Exploring the Impact of Religious Beliefs, Leadership, and Networks on Response and Recovery of Disaster-affected Populations: A Case Study from Indonesia

Although religion often comprises a central component of the social and cultural make-up of communities in developing countries affected by disasters, there is often limited understanding of how religious faith, religious leaders, and religious institutions contribute to vulnerability and resilience...

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Bibliographic Details
Published in:Journal of contemporary religion
Main Author: Joakim, Erin P.
Contributors: White, Robert S. 1948- (Other)
Format: Electronic Article
Language:English
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Published: Carfax Publ. [2015]
[publisher not identified]
In: Journal of contemporary religion
Year: 2015, Volume: 30, Issue: 2, Pages: 193-212
Standardized Subjects / Keyword chains:B Katastrophenreaktion / Coping / Religiosity
Online Access: Volltext (Verlag)
Description
Summary:Although religion often comprises a central component of the social and cultural make-up of communities in developing countries affected by disasters, there is often limited understanding of how religious faith, religious leaders, and religious institutions contribute to vulnerability and resilience in the post-disaster period. Using a case study related to the earthquake in Yogyakarta, Indonesia, in 2006, our research examined the role of faith and religion from the perspective of affected populations, including individuals, religious leaders, and academics. The research suggests complexity in fatalistic thinking and the role of religious activities, where both vulnerability and resilience co-existed. The nature of religious leadership was found to be highly dependent on the individual, although leaders primarily saw their roles as supporting the psychological recovery of the affected population. Examining religious institutions suggests that physical structures, collective engagement in activities, networks, and theological perspectives provided opportunities for initiatives aiming at disaster risk reduction, although not all of these aspects remain functional in the aftermath of disasters. The article concludes by discussing the importance of incorporating religious faith and institutions in disaster risk reduction programming and unifying messages between faith and non-faith organizations.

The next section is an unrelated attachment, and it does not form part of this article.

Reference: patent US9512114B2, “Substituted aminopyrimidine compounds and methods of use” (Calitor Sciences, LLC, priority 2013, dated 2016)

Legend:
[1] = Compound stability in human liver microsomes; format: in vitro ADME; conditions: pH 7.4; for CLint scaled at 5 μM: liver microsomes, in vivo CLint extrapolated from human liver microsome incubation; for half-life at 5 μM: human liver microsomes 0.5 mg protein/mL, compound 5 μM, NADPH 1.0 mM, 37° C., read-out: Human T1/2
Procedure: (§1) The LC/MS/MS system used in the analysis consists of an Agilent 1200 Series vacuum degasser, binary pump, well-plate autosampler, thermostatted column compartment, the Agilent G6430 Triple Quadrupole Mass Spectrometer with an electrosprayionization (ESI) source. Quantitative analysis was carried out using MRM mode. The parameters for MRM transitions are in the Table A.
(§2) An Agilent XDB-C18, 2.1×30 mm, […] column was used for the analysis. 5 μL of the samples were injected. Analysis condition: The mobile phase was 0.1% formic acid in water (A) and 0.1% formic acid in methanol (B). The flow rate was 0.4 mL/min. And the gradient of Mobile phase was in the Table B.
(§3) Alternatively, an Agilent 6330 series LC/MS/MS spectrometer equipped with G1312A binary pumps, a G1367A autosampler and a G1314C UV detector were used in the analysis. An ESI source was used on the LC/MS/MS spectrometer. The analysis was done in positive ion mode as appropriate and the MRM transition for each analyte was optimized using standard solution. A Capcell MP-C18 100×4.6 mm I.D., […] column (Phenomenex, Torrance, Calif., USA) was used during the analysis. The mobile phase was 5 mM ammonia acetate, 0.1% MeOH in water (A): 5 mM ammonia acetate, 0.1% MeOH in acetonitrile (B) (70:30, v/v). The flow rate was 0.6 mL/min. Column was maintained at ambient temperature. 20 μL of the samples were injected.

ISSN:1469-9419
Contains:Enthalten in: Journal of contemporary religion
Persistent identifiers:DOI: 10.1080/13537903.2015.1025538